Several problems then came up in the World War I era. At the outset of the war, many smaller cities suddenly had to accommodate war factories that attracted many workers and caused housing shortages. Three main wartime housing efforts followed, with the Army Ordnance Department planning residential communities for manufacturers in remote areas, the Emergency Fleet Corporation providing mortgages to shipping companies for land they already owned, and the United Housing Corporation serving as a direct housing program under which the U.S. government built and owned homes. Herbert Hoover played a leading role in federal housing programs, including in launching the Building and Housing Division within the Commerce Department during his tenure as U.S. Secretary of Commerce.
The administration of Franklin D. Roosevelt built on some of Hoover’s contributions, including those Hoover made as President. Credit again found its way into ideas about shared risk, this time in the form of mortgage bonds. A typical bond was backed by a first mortgage sold in denominations of $100, $500, or $1,000, and some bonds were even sold as “baby bonds” in monthly installments of $10. However, although the shared risk offered by bonds made them a popular investment in the 1920s, their reputation was seriously damaged with the onset of the Great Depression. Given that the housing industry was central to the U.S. economy, both as a major employer and as the third-largest industry in the country, other financial instruments related to mortgages had to be developed.
A new direction was charted by turning real estate investment into the ideal of home ownership. Quinn quotes a 1935 speech by David Saperstein, the director of the Trading and Exchange Division of the U.S. Securities and Exchange Commission, in which he told members of the National Association of Real Estate Boards that the small investor “lacked confidence in real estate securities” and the “task of winning the investor back to belief in real estate as a medium of investment is in no small measure, your own.” This new attitude opened an era of advancements, setbacks, and lessons learned. It set the stage for the introduction of federal credit programs that eventually enabled the post-World War II golden age of home building and home ownership in the United States. Federal Housing Administration (FHA) loans, as well as loans guaranteed by the U.S. Department of Veteran Affairs (VA), played a big part in enabling historic levels of home ownership. Besides FHA and VA loans, lending was also provided by other, newly born federal credit agencies, including the Small Business Administration and the Student Loan Corporation (Sallie Mae).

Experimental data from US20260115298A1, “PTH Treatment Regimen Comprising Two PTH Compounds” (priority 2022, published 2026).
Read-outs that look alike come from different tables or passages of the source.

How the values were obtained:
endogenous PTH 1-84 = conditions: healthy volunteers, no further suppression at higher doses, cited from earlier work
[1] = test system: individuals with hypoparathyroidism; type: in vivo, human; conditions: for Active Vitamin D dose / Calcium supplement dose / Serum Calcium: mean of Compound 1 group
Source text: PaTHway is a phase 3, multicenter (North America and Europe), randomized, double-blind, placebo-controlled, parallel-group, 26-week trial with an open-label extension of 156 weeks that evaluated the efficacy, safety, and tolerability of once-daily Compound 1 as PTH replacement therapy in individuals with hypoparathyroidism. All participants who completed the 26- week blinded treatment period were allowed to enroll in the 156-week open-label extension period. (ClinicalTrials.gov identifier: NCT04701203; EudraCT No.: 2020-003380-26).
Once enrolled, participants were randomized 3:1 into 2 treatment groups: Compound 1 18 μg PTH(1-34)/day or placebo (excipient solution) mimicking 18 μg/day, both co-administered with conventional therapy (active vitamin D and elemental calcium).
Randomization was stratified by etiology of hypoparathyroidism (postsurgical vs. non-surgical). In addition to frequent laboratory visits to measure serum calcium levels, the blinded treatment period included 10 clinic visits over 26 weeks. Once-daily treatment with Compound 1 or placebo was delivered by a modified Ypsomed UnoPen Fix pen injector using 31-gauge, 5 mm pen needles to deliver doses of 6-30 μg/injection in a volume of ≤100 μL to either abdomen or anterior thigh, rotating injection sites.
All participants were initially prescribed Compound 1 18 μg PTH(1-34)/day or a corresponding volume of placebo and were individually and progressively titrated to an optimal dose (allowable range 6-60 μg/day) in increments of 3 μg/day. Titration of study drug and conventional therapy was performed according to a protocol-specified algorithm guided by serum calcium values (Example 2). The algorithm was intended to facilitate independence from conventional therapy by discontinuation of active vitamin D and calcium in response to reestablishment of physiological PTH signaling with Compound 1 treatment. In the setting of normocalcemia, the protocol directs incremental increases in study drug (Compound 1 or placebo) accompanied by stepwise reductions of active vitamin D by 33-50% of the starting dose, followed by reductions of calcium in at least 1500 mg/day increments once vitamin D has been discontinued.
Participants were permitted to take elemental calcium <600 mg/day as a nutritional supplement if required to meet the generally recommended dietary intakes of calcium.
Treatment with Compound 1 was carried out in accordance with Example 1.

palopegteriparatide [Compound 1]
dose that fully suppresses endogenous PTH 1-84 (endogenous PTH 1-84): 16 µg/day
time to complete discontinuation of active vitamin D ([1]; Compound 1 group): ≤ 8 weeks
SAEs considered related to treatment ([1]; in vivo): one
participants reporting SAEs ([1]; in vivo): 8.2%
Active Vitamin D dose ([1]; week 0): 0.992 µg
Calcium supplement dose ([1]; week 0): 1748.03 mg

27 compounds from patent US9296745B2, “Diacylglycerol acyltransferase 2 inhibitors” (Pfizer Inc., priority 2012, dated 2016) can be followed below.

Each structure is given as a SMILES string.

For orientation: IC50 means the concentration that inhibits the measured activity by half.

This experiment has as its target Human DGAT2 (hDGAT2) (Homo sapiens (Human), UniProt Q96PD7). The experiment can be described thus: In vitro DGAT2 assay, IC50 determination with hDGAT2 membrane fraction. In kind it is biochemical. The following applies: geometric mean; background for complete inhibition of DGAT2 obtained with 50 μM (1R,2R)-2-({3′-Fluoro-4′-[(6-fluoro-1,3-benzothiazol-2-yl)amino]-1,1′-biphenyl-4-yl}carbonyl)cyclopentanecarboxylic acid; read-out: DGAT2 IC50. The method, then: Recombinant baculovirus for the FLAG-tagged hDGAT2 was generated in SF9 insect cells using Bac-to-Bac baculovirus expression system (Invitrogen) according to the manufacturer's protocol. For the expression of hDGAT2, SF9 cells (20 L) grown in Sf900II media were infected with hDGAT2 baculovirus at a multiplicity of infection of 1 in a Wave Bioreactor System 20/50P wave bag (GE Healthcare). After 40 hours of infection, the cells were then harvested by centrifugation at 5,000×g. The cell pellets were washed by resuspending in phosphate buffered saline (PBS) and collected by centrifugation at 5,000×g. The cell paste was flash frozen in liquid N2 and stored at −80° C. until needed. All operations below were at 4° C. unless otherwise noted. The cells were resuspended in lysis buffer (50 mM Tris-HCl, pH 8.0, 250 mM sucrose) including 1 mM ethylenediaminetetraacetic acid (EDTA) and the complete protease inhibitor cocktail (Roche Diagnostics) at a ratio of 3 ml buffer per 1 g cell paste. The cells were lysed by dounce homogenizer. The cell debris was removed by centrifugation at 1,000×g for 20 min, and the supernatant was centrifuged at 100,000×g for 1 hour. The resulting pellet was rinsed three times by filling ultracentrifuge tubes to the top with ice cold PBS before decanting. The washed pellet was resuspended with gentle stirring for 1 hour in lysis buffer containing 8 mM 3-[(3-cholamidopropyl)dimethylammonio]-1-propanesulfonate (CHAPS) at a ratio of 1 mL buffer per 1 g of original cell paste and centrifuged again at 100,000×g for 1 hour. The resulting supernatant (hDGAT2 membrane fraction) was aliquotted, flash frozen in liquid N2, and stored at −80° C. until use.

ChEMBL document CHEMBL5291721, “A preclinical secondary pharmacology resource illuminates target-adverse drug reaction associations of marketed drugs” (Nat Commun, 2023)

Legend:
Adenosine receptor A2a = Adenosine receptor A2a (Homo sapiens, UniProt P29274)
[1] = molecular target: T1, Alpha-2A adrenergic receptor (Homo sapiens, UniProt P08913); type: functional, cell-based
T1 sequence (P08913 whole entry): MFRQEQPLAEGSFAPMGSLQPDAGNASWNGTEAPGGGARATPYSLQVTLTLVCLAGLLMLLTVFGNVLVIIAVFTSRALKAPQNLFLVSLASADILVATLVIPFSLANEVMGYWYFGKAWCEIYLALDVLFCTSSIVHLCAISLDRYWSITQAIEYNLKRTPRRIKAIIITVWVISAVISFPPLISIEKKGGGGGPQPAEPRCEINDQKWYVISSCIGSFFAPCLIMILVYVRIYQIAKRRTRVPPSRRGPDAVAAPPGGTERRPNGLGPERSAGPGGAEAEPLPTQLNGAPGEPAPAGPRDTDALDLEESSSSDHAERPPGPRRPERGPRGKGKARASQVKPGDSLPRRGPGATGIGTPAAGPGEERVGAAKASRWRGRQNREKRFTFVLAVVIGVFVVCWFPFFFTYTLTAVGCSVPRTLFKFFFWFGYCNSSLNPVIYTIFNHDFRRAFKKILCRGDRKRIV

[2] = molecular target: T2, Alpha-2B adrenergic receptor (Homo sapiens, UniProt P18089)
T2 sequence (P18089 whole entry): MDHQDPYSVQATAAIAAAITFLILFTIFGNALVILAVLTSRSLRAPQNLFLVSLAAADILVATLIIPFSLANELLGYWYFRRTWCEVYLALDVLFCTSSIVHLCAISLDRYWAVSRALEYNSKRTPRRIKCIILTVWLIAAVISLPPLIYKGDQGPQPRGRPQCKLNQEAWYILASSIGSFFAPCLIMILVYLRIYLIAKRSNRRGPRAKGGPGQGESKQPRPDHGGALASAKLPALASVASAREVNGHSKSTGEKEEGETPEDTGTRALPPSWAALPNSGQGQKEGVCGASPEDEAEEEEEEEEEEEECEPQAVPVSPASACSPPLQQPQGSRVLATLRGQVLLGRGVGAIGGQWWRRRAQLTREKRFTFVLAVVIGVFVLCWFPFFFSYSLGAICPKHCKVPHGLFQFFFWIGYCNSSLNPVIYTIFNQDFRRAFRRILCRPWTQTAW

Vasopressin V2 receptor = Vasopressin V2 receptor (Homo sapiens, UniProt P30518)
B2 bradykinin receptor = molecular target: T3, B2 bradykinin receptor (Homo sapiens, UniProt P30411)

Throughout its history, the United States has balanced the economic interests and actions of the central government with those of private citizens. Can policymakers maintain that balance going forward? In the next several years, Americans will have to tackle problems related to infrastructure, energy, the environment, and eldercare, and they will have to face a large segment of the workforce going into retirement. By presenting lessons learned from the checkered history of U.S. credit policy, American Bonds can certainly show how informed economic policy can help confront those challenges.